Francine Bear Don't Walk was an elementary school student in Lame
Deer, she looked forward to learning more about the history of
her Northern Cheyenne tribe in social-studies class.
was disappointed to find only a few paragraphs about American Indians
in her textbook.
she had traditional grandparents, Jennie Limber Hand Spang and Wilfred
Spang, to tell her about her heritage.
Don't Walk now has a chance to help others learn about Indian history
August, she will become director of the American Indian Tribal Histories
Project at the Western Heritage Center. The project is funded with
a $1 million grant from the U.S. Department of Interior.
Bear Don't Walk and two field directors, one Crow and one Northern
Cheyenne, will train tribal college students and graduates in how
to record and preserve oral histories, do historical research, build
exhibits and collect artifacts and photos.
will talk to people of all ages to capture not just past, but present-day
life on reservations.
Don't Walk expects to gather information about tribal origins, chiefs,
traditional societies, art, music, dance, entertainment, athletics,
food, tepee construction, healing practices, family relations, government,
education, language and religion.
information will be archived at the Western Heritage Center with
copies given to each tribe. It will be used to produce publications,
exhibits and programs to teach others, both on and off the reservations,
about Indian culture.
least three major projects will be created:
book of photos and essays written by a diverse group of tribal
members describing what it means to be Crow or Northern Cheyenne.
interactive DVD encyclopedia of each tribe's history and culture,
which includes photos, oral histories and video. The DVD will
be designed for teachers to use in their classrooms.
at the Western Heritage Center on each tribe.
histories of American Indians have been written before, but few
have been done by tribal members themselves, which makes this project
project is important not only for tribal members.
about local tribes
Bear Don't Walk hopes that it helps non-Indians learn about local
tribes and encourages understanding among people of all ethnic backgrounds.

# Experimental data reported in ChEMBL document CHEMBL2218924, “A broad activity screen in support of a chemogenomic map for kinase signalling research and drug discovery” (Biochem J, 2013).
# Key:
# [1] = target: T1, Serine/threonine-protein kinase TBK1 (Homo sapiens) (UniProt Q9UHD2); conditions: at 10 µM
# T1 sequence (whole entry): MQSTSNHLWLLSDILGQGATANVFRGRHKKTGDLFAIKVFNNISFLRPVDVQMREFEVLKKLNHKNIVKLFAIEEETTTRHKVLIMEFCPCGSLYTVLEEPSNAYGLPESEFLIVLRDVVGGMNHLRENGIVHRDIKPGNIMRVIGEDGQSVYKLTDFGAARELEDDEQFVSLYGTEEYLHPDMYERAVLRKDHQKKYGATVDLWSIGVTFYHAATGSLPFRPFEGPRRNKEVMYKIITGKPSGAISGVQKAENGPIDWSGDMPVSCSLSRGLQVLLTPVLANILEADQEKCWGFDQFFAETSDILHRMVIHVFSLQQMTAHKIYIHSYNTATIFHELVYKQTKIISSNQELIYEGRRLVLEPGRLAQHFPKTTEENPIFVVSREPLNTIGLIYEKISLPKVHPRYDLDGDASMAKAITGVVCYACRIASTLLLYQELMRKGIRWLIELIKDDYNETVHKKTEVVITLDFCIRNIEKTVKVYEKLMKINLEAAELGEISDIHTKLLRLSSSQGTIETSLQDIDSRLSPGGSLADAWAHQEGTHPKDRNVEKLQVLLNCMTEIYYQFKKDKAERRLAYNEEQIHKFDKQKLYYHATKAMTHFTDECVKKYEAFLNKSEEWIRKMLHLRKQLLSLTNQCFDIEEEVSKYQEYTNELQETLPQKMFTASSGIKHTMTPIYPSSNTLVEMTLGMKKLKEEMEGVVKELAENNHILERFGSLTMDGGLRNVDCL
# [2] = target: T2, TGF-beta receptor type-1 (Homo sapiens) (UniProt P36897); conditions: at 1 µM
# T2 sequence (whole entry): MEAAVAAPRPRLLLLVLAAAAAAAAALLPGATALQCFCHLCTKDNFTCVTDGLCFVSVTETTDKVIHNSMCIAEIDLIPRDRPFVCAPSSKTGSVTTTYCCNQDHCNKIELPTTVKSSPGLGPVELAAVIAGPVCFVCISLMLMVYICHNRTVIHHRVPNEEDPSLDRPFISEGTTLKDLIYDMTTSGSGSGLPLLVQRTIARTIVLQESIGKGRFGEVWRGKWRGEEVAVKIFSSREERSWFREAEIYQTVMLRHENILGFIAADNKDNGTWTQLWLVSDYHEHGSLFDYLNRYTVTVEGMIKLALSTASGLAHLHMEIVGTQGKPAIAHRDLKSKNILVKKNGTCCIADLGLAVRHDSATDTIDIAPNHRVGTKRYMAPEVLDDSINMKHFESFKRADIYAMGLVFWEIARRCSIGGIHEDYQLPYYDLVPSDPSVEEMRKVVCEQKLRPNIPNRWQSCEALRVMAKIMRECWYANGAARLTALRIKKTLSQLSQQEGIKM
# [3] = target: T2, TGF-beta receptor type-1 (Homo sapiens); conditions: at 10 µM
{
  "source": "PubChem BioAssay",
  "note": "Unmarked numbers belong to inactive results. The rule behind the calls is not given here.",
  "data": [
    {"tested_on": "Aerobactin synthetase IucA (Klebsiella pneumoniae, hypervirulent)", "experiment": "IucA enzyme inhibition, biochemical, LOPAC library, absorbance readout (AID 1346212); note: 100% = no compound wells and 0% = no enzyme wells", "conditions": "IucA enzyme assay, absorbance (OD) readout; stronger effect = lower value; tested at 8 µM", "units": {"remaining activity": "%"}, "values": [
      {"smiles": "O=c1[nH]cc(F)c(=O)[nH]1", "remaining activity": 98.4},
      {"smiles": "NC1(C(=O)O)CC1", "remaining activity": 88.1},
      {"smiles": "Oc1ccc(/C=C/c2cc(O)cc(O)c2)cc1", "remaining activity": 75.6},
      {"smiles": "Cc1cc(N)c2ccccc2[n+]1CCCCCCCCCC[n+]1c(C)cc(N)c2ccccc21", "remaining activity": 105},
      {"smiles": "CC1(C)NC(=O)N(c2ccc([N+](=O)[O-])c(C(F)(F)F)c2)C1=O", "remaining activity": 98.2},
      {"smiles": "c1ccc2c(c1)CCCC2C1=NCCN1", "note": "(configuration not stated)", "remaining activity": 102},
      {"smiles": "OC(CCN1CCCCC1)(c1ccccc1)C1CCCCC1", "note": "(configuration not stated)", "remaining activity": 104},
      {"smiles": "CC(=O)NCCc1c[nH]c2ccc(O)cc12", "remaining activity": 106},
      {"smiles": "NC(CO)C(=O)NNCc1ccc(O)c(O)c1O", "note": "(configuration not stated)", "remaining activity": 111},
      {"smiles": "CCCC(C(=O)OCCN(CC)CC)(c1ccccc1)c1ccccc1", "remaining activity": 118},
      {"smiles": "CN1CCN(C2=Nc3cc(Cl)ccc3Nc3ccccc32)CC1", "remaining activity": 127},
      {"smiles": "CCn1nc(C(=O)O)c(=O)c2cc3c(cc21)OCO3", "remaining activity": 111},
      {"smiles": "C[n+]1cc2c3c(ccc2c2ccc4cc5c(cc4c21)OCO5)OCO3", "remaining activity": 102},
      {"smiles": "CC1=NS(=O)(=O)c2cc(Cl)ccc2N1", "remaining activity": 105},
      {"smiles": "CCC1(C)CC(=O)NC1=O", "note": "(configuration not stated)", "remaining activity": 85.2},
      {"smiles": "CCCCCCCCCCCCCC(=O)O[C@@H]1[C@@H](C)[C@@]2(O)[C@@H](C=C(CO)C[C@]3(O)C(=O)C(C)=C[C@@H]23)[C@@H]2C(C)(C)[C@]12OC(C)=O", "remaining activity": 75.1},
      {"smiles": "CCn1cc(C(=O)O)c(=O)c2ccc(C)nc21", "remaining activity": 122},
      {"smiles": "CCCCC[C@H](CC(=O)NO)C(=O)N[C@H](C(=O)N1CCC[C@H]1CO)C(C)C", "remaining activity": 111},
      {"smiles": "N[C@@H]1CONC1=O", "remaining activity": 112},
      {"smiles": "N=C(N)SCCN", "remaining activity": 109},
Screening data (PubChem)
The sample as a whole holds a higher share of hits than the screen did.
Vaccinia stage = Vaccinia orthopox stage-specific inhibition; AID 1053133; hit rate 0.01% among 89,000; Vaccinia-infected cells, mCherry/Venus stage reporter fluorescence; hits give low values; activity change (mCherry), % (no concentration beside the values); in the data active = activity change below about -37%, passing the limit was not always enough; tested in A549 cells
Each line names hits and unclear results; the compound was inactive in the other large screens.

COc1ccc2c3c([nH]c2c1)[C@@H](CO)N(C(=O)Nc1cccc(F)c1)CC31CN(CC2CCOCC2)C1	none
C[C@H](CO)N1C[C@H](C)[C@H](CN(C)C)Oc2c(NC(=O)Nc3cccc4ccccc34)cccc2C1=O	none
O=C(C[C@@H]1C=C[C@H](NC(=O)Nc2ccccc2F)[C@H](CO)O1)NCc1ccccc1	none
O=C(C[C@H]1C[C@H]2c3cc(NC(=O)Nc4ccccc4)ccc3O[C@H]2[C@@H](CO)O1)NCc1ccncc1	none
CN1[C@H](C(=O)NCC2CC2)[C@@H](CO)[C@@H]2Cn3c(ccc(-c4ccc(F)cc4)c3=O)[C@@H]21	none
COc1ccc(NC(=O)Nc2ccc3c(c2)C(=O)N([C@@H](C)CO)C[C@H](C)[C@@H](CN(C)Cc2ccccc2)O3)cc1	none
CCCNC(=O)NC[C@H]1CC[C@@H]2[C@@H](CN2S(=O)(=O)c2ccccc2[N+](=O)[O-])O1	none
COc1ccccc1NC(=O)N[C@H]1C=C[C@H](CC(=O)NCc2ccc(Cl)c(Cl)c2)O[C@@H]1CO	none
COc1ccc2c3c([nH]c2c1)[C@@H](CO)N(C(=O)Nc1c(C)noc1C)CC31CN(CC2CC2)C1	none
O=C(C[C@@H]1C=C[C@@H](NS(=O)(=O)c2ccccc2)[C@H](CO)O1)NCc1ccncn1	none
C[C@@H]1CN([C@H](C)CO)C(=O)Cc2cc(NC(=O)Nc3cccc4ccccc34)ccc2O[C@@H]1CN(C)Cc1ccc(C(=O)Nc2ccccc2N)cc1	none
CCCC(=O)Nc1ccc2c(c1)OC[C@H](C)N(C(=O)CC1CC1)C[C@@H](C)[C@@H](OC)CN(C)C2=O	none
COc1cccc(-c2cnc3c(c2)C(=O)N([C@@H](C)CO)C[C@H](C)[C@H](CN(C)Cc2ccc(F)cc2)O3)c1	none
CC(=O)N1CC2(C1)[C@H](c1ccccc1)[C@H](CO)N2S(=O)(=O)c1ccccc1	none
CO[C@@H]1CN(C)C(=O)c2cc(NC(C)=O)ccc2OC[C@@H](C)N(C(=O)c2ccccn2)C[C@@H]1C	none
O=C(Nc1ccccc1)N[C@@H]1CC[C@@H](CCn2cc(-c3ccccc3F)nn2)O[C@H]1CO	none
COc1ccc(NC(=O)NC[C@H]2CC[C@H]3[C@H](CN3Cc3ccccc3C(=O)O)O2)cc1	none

Don't Walk is a graduate of Colstrip High School and Rocky Mountain
College, from which she received a bachelor's degree in business
management in 1999. She has worked at Rocky as an admissions representative
and, more recently, as an adviser for students in the distance-learning,
has served on the Western Heritage Center's Board of Directors and
on its Lewis and Clark Bicentennial Committee.
year, she told retired RMC President Arthur DeRosier Jr., a WHC
director, that she would like to step down from the Lewis and Clark
committee because it was not a topic in which that she was interested.
didn't have a passion for it," she said.
DeRosier asked her what she did have a passion for, she told him
it was to learn more about her own culture and Northern Cheyenne
Don't Walk is a direct descendent of Chief Dull Knife, who along
with Chief Little Wolf led their people back to their Montana homeland
from Oklahoma during a harrowing journey in 1878-79.
sought grant money for the Indian history project, which was approved
project fits in well with the center's mission to preserve the history
and culture of the Yellowstone Valley.
nothing more special than native people who were here long before
white people came," he said.
is also appropriate to have the project going during the Lewis and
Clark bicentennial because it will present a more complete picture
by telling the stories of Indians who were living here when the
explorers passed through.
Don't Walk eventually would like to expand the project to other
tribes in Montana, North Dakota and Wyoming if more funding can